Despite American exploitation and increased extermination of the California Indians, it is difficult to accept historian Richard Dillon’s conclusion that “in comparison with most Americans and Mexican Californians, (Sutter) was pro-Indian, in a decidedly paternalistic way.” There is little evidence to support such a generous characterization. Instead, it appears that his popular image of Christian charity, based on his compassionate treatment of the early American immigrants to Mexican California, needs to be re-evaluated in light of his Indian policy. This is especially appropriate because Sutter was given the official responsibility of overseeing Indian relations in the Sacramento Valley, and under the terms of his land grant, maintaining “the native Indians of the different tribes…in the enjoyment and liberty of their possessions, without molesting them…(or) making war upon them in any way without previously obtaining authority (from) the government.” Obviously, he wantonly violated and neglected his responsibility as the official supervisor of Indian affairs in his assigned territory.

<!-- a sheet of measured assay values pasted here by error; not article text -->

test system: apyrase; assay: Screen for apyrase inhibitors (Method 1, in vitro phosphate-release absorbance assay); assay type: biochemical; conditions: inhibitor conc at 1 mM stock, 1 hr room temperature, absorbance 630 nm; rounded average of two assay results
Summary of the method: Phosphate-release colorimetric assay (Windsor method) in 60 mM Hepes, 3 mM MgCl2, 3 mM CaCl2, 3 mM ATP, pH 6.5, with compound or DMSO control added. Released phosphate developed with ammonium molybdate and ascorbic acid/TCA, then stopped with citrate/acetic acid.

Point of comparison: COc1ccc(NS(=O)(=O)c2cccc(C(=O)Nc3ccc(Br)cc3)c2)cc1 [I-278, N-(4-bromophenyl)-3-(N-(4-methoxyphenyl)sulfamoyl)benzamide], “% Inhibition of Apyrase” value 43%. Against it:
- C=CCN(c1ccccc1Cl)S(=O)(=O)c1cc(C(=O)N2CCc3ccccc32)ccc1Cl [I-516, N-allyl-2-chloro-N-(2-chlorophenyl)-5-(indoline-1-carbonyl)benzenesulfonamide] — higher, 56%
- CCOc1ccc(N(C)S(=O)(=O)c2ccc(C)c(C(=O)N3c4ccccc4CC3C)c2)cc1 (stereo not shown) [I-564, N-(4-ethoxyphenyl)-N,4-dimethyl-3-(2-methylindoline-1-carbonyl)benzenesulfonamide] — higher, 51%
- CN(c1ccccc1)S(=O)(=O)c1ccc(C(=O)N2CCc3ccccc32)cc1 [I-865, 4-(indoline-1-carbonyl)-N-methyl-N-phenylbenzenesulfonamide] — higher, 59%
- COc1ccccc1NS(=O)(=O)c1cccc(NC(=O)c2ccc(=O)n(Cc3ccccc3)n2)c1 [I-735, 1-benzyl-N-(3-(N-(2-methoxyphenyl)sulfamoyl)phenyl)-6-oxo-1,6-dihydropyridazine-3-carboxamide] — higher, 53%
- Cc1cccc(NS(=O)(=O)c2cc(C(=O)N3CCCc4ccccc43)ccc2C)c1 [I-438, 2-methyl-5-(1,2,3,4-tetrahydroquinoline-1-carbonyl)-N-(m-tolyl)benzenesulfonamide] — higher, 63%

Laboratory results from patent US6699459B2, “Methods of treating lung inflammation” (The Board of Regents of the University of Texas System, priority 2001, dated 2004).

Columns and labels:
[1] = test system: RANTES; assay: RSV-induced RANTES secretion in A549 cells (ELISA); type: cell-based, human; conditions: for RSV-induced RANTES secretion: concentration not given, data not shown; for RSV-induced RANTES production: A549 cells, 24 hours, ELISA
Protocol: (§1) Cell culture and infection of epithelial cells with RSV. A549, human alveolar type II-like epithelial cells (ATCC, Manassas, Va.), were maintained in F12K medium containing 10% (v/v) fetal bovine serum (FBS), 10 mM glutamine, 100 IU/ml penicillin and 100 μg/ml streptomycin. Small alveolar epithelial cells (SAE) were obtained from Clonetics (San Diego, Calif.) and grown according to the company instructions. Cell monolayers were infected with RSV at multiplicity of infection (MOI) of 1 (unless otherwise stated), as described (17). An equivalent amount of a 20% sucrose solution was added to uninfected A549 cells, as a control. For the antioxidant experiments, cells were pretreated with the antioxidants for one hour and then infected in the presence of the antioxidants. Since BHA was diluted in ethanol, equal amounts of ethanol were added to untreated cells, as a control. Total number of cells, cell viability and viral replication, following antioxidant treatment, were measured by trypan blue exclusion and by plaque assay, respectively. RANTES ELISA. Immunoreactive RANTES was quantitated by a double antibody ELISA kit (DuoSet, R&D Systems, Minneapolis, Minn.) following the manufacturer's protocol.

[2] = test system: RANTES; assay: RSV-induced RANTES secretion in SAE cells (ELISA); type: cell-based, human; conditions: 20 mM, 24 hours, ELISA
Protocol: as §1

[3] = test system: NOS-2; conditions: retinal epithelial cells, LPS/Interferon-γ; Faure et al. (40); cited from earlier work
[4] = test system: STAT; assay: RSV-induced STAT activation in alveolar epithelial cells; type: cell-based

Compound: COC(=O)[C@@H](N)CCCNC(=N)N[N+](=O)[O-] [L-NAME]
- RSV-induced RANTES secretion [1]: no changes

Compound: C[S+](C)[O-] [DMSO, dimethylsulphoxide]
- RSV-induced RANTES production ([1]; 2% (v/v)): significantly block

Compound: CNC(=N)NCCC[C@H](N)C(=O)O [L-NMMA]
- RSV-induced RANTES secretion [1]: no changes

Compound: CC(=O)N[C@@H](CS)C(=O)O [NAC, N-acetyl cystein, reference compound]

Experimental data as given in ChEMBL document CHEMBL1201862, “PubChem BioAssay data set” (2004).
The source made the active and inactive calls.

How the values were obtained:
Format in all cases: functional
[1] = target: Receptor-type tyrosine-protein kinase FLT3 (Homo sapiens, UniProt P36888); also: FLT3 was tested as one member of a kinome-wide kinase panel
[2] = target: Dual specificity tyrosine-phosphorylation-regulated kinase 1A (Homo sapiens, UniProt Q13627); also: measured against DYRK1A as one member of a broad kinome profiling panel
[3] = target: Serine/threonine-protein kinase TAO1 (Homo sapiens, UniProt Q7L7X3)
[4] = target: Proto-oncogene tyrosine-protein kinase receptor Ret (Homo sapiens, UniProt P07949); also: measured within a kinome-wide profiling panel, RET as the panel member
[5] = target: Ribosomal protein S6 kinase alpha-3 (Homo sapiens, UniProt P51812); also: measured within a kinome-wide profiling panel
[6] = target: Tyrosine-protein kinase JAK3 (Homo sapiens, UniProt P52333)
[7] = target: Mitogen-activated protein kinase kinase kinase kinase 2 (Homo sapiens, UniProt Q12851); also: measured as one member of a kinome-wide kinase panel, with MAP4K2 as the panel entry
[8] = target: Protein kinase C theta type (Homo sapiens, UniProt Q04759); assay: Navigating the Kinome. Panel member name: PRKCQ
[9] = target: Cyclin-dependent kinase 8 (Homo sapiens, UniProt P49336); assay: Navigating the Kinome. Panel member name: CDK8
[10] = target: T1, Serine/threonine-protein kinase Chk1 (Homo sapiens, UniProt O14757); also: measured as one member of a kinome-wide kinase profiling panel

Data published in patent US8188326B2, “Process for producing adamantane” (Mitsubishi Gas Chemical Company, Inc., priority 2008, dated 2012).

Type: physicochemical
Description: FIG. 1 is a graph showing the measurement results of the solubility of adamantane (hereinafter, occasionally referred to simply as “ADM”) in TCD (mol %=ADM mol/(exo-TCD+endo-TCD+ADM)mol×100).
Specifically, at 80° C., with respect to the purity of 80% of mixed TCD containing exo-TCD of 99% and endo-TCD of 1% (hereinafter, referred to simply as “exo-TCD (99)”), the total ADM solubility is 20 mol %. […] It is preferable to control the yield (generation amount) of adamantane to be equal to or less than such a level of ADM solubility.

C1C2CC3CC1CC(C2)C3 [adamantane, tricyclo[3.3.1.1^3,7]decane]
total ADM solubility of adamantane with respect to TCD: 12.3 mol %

While Sutter had to perform his duties in an often volatile Indian environment in an isolated part of Mexico’s raw California frontier, it is clear beyond any reasonable doubt that he, the American immigrants’ friend and supporter, was also an exploiter and enslaver of the often hapless California Indians. While some may regard John Sutter as a tragic figure in Western history, the Indians’ ultimate fate that he helped to precipitate was a far greater tragedy.

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Historic Northern California Sutters Fort

John Sutter was born in 1803 at Kandern, Baden, Germany. A flat forested land a few miles from the Swiss border where his father managed a paper mill. Sutter became an apprentice in a book publishing house as a teenager in Basel on the Rhine.

By the age of 23 he was working as a clerk and married Annette Dubeld. His subsequent ventures as owner of a dry goods and drapery shop proved to be financial failures.